ALLERGY ALERT ARE YOU COVERED
With World Allergy Week a couple of weeks ago, it feels like a good time to catch up on the importance of allergy labelling.
If you had asked me 5 years ago what I thought about allergies my opinion would have been very different, but having a child who carries an Epipen due to severe allergic reactions, I have been alerted to the importance of correct labelling.
Why not spend some time reviewing your allergen labelling using the helpful list below or contact firstname.lastname@example.org to do it for you.
Another way to review your allergen levels is by using the Vital computer program http://allergenbureau.net/vital/
What are the common allergenic foods and where could they be hiding?
This list gives some ideas of where to look but may not cover all hidden allergens.
Peanuts- peanut oil, peanut butter, satay premixes
Tree nuts- nut oils, nut butters
Milk-milk powder, sodium caseinate, butter, cream, cheese, sour cream, cream cheese, lactose, yoghurt, some pie glazes, some egg substitutes, some flavours
Egg-some pie glazes, egg powders
Sesame- sesame oil, tahini, some hummus
Fish- fish sauce, oyster sauce, anchovies, some flavourings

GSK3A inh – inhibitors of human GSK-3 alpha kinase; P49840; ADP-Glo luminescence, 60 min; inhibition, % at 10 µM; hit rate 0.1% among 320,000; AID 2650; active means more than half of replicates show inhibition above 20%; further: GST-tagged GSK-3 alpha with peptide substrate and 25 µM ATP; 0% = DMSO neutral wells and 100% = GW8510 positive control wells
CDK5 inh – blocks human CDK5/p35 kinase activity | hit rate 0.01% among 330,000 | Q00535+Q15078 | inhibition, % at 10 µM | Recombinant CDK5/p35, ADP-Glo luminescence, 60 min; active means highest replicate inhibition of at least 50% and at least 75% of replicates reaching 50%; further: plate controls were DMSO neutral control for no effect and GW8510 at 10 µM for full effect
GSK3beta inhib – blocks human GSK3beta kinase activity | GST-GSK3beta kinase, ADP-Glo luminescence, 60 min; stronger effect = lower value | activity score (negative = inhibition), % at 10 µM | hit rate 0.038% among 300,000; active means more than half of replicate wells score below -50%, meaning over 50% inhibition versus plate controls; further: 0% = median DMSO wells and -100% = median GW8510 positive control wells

Shellfish- oyster sauce, some flavourings
Soy- tofu, lecithin, soybean oil, some HVP, some TVP, soy flour, miso, tamari, soy sauce, antioxidant 306
Gluten- wheat flour, barley, rye, malt, spelt, some glucose, some maltodextrin, malt vinegar, some TVP, some HVP, some starches, sauces and flavourings
Lupin-more likely to be in imported food products
Sulphites >10ppm-dried fruit, coconut, glucose, meat premixes/seasonings, sauces
If you are claiming your product is GLUTEN FREE, your product must be tested at least annually by an accredited lab using Elisa testing, contact email@example.com if you want help to organize this.
The gluten result must be listed in g or mg under protein on your nutrition information panel, firstname.lastname@example.org can also organize this.
It is a good idea to test your product randomly in house and review ingredient specs regularly to ensure no gluten has managed to sneak into the factory. The Mobile Food Scientist has recently trialed some easy to use rapid flow test kits that you may be interested in.
Labelling words to be wary of!
Chemical Free- all matter is made up of chemical elements (for example water, carbohydrates, proteins, salt) therefore this term is misleading.
Pure- this only applies to something that has nothing else added to it.
Gluten Free- if your product contains any wheat or barley products it can not be called gluten free even if these products do not contain gluten (for example wheat grass, barley grass)
What has the Mobile Food Scientist been up to?
Remember if you are looking for a Food Science Consultant send The Mobile Food Scientist an email email@example.com or call 021-642-005